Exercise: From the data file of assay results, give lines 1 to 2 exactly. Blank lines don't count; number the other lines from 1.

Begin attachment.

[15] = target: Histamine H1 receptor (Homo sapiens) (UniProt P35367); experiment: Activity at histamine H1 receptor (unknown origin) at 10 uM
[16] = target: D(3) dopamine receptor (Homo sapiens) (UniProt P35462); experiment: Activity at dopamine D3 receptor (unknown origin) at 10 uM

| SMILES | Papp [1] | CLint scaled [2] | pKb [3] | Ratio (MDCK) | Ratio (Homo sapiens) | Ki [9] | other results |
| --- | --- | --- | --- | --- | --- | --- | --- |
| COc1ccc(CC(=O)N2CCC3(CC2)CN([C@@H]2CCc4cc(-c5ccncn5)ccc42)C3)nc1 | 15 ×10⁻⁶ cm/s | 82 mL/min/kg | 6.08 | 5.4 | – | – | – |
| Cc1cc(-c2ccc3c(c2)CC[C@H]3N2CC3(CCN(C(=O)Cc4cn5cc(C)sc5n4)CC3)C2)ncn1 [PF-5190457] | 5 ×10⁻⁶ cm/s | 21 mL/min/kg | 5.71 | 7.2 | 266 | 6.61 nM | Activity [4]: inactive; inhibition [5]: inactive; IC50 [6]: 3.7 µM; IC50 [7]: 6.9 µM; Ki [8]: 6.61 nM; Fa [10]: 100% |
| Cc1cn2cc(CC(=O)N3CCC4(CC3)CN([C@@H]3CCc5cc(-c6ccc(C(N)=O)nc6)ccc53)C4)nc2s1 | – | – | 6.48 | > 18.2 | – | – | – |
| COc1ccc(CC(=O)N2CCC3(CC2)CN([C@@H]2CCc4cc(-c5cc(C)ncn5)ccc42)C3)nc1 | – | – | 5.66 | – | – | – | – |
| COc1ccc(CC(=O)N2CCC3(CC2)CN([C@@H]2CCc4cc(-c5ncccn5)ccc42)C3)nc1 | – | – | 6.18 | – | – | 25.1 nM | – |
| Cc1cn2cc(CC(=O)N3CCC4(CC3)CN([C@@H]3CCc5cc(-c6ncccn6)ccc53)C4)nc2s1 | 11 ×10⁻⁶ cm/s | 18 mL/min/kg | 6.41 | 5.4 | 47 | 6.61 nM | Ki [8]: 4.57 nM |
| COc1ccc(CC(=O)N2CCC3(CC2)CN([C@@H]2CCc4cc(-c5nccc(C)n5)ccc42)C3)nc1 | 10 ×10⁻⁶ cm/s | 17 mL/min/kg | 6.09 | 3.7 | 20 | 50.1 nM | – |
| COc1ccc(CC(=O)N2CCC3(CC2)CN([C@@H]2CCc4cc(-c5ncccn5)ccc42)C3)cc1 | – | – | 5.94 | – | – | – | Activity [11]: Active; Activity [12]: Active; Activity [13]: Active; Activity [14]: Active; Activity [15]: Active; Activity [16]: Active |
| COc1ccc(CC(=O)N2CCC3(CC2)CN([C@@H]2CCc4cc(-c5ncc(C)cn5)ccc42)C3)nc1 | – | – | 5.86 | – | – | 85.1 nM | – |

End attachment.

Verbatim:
[15] = target: Histamine H1 receptor (Homo sapiens) (UniProt P35367); experiment: Activity at histamine H1 receptor (unknown origin) at 10 uM
[16] = target: D(3) dopamine receptor (Homo sapiens) (UniProt P35462); experiment: Activity at dopamine D3 receptor (unknown origin) at 10 uM